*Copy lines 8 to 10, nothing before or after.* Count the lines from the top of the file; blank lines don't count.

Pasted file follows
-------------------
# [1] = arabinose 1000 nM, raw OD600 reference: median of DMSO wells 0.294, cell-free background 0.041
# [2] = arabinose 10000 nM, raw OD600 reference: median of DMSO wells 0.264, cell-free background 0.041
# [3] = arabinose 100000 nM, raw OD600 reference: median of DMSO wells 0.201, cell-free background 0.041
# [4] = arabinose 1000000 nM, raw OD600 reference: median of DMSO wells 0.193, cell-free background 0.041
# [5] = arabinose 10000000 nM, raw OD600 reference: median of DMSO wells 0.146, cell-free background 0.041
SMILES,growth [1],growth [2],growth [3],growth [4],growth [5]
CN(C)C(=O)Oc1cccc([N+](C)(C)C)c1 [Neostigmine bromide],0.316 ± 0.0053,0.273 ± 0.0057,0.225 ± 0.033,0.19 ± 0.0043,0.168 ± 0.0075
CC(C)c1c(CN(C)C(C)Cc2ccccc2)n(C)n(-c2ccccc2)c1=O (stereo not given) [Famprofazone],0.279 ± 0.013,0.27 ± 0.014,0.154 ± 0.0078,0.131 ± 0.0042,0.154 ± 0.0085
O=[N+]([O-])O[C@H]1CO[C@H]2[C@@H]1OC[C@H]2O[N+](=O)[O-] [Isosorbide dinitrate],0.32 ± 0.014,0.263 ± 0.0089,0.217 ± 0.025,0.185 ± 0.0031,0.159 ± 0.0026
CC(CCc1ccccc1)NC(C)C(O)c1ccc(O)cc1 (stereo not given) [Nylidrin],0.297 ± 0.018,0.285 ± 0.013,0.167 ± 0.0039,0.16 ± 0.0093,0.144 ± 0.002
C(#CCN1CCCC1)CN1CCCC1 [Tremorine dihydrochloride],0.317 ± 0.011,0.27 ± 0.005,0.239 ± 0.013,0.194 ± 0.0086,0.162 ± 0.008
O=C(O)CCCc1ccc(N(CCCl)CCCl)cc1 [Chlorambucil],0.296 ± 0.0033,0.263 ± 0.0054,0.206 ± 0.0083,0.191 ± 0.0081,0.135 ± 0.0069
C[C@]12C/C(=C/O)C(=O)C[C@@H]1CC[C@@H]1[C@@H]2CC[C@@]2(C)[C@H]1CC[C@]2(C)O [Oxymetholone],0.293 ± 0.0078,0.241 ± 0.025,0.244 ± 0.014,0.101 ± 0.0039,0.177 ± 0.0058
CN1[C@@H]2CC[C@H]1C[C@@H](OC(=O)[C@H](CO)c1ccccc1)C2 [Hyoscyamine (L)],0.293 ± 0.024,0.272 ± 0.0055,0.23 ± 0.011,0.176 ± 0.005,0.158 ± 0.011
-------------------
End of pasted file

CC(C)c1c(CN(C)C(C)Cc2ccccc2)n(C)n(-c2ccccc2)c1=O (stereo not given) [Famprofazone],0.279 ± 0.013,0.27 ± 0.014,0.154 ± 0.0078,0.131 ± 0.0042,0.154 ± 0.0085
O=[N+]([O-])O[C@H]1CO[C@H]2[C@@H]1OC[C@H]2O[N+](=O)[O-] [Isosorbide dinitrate],0.32 ± 0.014,0.263 ± 0.0089,0.217 ± 0.025,0.185 ± 0.0031,0.159 ± 0.0026
CC(CCc1ccccc1)NC(C)C(O)c1ccc(O)cc1 (stereo not given) [Nylidrin],0.297 ± 0.018,0.285 ± 0.013,0.167 ± 0.0039,0.16 ± 0.0093,0.144 ± 0.002